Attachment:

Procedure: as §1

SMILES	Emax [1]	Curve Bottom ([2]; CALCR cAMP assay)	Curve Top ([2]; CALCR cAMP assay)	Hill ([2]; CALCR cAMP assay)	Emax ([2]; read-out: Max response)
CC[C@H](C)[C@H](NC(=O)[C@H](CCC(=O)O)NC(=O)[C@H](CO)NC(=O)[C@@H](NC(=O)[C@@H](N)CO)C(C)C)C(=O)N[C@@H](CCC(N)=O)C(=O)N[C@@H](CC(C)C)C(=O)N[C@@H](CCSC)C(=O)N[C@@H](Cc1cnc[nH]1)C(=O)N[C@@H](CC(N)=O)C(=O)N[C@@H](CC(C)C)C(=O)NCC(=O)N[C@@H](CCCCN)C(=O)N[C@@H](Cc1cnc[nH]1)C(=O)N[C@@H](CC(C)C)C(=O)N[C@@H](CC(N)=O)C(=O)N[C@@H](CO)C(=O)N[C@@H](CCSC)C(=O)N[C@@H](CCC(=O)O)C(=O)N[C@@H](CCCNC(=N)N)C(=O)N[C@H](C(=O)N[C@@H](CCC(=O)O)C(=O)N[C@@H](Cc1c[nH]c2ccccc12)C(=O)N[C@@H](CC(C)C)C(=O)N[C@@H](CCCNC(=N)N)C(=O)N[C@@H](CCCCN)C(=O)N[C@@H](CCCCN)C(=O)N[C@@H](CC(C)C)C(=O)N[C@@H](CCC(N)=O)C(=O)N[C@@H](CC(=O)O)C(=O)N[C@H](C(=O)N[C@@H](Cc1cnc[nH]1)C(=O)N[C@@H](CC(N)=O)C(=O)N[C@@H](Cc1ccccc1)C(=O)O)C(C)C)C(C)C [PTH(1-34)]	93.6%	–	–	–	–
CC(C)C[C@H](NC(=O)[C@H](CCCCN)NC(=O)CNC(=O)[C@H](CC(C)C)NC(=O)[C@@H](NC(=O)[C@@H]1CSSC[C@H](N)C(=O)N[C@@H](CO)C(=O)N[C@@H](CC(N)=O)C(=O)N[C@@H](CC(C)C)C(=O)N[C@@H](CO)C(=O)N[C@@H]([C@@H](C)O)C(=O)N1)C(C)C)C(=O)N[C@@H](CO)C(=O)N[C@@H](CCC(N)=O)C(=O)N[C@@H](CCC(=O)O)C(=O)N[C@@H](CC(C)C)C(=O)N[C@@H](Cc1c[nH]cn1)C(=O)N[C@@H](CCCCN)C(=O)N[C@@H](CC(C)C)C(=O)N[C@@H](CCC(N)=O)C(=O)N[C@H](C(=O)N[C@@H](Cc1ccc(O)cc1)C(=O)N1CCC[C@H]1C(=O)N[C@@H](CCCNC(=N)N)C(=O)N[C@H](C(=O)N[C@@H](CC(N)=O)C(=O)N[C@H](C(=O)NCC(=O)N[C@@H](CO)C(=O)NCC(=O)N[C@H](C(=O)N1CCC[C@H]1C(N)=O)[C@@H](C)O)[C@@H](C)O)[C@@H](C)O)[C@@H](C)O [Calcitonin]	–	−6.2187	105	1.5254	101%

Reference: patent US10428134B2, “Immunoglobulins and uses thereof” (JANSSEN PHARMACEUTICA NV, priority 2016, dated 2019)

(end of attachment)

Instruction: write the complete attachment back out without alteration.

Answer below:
Procedure: as §1

SMILES	Emax [1]	Curve Bottom ([2]; CALCR cAMP assay)	Curve Top ([2]; CALCR cAMP assay)	Hill ([2]; CALCR cAMP assay)	Emax ([2]; read-out: Max response)
CC[C@H](C)[C@H](NC(=O)[C@H](CCC(=O)O)NC(=O)[C@H](CO)NC(=O)[C@@H](NC(=O)[C@@H](N)CO)C(C)C)C(=O)N[C@@H](CCC(N)=O)C(=O)N[C@@H](CC(C)C)C(=O)N[C@@H](CCSC)C(=O)N[C@@H](Cc1cnc[nH]1)C(=O)N[C@@H](CC(N)=O)C(=O)N[C@@H](CC(C)C)C(=O)NCC(=O)N[C@@H](CCCCN)C(=O)N[C@@H](Cc1cnc[nH]1)C(=O)N[C@@H](CC(C)C)C(=O)N[C@@H](CC(N)=O)C(=O)N[C@@H](CO)C(=O)N[C@@H](CCSC)C(=O)N[C@@H](CCC(=O)O)C(=O)N[C@@H](CCCNC(=N)N)C(=O)N[C@H](C(=O)N[C@@H](CCC(=O)O)C(=O)N[C@@H](Cc1c[nH]c2ccccc12)C(=O)N[C@@H](CC(C)C)C(=O)N[C@@H](CCCNC(=N)N)C(=O)N[C@@H](CCCCN)C(=O)N[C@@H](CCCCN)C(=O)N[C@@H](CC(C)C)C(=O)N[C@@H](CCC(N)=O)C(=O)N[C@@H](CC(=O)O)C(=O)N[C@H](C(=O)N[C@@H](Cc1cnc[nH]1)C(=O)N[C@@H](CC(N)=O)C(=O)N[C@@H](Cc1ccccc1)C(=O)O)C(C)C)C(C)C [PTH(1-34)]	93.6%	–	–	–	–
CC(C)C[C@H](NC(=O)[C@H](CCCCN)NC(=O)CNC(=O)[C@H](CC(C)C)NC(=O)[C@@H](NC(=O)[C@@H]1CSSC[C@H](N)C(=O)N[C@@H](CO)C(=O)N[C@@H](CC(N)=O)C(=O)N[C@@H](CC(C)C)C(=O)N[C@@H](CO)C(=O)N[C@@H]([C@@H](C)O)C(=O)N1)C(C)C)C(=O)N[C@@H](CO)C(=O)N[C@@H](CCC(N)=O)C(=O)N[C@@H](CCC(=O)O)C(=O)N[C@@H](CC(C)C)C(=O)N[C@@H](Cc1c[nH]cn1)C(=O)N[C@@H](CCCCN)C(=O)N[C@@H](CC(C)C)C(=O)N[C@@H](CCC(N)=O)C(=O)N[C@H](C(=O)N[C@@H](Cc1ccc(O)cc1)C(=O)N1CCC[C@H]1C(=O)N[C@@H](CCCNC(=N)N)C(=O)N[C@H](C(=O)N[C@@H](CC(N)=O)C(=O)N[C@H](C(=O)NCC(=O)N[C@@H](CO)C(=O)NCC(=O)N[C@H](C(=O)N1CCC[C@H]1C(N)=O)[C@@H](C)O)[C@@H](C)O)[C@@H](C)O)[C@@H](C)O [Calcitonin]	–	−6.2187	105	1.5254	101%

Reference: patent US10428134B2, “Immunoglobulins and uses thereof” (JANSSEN PHARMACEUTICA NV, priority 2016, dated 2019)